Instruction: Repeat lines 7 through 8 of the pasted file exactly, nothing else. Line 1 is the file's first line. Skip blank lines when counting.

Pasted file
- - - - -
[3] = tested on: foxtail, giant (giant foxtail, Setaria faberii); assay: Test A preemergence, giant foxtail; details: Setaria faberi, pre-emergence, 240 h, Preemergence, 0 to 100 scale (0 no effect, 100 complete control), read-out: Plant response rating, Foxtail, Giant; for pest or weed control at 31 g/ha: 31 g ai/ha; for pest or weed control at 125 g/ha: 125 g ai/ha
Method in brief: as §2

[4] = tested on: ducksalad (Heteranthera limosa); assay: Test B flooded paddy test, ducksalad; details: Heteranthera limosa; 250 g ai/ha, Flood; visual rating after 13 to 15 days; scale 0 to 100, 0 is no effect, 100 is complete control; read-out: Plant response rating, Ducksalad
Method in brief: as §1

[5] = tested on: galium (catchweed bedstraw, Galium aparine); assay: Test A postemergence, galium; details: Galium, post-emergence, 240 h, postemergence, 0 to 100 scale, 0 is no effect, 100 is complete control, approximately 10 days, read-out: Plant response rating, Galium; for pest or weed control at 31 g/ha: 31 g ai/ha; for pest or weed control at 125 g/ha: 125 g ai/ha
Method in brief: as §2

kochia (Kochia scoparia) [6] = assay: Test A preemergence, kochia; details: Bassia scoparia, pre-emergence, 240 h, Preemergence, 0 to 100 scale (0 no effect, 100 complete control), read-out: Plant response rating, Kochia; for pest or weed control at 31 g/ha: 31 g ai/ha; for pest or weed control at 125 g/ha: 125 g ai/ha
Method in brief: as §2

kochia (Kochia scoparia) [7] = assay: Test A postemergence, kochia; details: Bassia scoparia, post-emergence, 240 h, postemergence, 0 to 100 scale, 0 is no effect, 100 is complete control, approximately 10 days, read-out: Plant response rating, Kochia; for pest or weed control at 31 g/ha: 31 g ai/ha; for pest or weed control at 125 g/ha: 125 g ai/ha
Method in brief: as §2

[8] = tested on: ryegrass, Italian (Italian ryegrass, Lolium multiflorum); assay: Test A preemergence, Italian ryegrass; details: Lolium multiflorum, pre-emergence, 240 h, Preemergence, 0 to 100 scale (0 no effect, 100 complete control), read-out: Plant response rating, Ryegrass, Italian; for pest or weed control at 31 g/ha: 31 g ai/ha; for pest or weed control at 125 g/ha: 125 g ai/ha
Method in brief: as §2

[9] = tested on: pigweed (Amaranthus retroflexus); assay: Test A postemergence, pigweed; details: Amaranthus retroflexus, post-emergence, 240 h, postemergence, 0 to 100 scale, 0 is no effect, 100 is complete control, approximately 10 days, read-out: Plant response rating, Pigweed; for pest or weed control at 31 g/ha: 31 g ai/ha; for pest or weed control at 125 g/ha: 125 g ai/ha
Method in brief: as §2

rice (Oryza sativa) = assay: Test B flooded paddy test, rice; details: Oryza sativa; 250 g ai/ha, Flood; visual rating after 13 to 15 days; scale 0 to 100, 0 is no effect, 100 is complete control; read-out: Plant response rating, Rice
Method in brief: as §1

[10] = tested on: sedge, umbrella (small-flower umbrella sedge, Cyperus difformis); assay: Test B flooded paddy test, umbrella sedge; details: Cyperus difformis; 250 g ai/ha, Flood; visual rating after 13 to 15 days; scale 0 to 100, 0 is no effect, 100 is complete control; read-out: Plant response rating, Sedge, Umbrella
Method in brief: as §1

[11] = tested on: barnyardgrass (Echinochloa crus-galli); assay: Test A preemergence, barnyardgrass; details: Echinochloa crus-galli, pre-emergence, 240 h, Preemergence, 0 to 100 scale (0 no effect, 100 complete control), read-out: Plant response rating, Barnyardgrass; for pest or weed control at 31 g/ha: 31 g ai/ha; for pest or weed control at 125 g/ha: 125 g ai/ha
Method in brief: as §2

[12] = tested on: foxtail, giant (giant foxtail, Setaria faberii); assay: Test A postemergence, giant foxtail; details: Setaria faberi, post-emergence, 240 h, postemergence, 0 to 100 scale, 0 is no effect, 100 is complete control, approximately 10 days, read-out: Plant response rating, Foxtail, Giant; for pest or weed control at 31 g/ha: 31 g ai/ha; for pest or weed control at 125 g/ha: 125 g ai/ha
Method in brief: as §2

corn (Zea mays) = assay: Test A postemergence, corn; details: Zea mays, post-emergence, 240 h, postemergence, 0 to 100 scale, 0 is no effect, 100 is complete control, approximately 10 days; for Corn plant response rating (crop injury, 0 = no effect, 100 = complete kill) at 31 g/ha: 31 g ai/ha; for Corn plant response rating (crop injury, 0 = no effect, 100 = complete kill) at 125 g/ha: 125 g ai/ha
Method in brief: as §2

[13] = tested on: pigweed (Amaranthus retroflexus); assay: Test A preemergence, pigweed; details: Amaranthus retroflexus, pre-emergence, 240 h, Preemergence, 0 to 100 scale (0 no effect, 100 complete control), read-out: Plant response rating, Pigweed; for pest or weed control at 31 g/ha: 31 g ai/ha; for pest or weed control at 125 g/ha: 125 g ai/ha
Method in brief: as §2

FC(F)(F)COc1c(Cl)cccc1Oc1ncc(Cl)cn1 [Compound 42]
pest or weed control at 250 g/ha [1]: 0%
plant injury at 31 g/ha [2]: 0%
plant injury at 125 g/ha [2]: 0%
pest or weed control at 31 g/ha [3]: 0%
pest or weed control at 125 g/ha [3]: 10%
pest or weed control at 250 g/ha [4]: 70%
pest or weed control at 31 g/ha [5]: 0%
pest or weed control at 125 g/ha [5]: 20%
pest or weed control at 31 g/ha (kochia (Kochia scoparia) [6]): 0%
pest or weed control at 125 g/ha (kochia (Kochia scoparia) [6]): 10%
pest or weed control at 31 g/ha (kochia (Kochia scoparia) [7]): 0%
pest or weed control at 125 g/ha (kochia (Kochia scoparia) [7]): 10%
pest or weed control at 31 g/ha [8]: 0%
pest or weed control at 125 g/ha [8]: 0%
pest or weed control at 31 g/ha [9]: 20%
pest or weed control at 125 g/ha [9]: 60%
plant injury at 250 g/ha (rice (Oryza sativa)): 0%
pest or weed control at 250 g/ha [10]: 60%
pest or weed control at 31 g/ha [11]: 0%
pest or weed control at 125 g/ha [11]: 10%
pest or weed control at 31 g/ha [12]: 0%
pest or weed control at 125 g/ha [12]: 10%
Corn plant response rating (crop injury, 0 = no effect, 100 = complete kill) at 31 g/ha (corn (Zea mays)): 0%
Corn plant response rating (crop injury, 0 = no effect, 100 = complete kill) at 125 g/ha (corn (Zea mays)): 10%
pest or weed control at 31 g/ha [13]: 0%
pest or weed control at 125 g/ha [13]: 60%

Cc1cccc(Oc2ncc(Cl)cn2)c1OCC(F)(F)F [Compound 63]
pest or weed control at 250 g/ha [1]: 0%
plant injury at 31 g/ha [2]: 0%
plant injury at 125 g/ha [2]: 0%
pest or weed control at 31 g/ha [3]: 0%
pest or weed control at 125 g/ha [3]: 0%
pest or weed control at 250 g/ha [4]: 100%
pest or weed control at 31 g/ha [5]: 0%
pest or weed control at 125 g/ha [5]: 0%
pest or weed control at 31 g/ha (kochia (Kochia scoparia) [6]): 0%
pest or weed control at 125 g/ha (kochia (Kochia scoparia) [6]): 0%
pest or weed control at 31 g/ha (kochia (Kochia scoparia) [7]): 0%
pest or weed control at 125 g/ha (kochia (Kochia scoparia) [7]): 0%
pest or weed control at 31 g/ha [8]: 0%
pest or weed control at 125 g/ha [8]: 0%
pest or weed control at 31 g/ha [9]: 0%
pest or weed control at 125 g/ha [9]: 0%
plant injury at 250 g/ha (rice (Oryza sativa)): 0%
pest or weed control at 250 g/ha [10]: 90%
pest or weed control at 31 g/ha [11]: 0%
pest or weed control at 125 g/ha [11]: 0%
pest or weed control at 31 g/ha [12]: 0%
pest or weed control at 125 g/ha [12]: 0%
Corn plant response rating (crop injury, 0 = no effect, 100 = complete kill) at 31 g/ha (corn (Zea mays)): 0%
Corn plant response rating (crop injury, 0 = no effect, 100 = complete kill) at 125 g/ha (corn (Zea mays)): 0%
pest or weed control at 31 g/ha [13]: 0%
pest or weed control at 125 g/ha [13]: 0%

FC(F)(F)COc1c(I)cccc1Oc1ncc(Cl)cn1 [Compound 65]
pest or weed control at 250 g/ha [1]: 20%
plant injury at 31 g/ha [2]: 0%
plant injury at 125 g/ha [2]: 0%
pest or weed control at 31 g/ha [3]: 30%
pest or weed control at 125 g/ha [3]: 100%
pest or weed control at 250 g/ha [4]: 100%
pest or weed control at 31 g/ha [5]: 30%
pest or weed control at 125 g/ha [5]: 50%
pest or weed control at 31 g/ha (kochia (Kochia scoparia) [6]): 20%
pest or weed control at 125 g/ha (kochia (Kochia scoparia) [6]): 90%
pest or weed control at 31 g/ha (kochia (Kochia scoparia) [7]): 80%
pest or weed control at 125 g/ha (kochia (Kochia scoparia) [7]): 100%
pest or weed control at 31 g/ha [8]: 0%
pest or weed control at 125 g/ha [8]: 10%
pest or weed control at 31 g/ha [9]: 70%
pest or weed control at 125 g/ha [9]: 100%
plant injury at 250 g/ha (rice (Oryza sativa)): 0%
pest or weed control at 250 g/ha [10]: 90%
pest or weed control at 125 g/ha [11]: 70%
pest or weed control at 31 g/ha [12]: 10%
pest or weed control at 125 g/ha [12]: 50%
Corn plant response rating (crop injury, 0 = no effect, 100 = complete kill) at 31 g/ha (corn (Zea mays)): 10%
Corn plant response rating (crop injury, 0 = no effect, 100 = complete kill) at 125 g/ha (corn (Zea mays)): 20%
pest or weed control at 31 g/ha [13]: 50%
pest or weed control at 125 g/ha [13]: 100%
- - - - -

kochia (Kochia scoparia) [6] = assay: Test A preemergence, kochia; details: Bassia scoparia, pre-emergence, 240 h, Preemergence, 0 to 100 scale (0 no effect, 100 complete control), read-out: Plant response rating, Kochia; for pest or weed control at 31 g/ha: 31 g ai/ha; for pest or weed control at 125 g/ha: 125 g ai/ha
Method in brief: as §2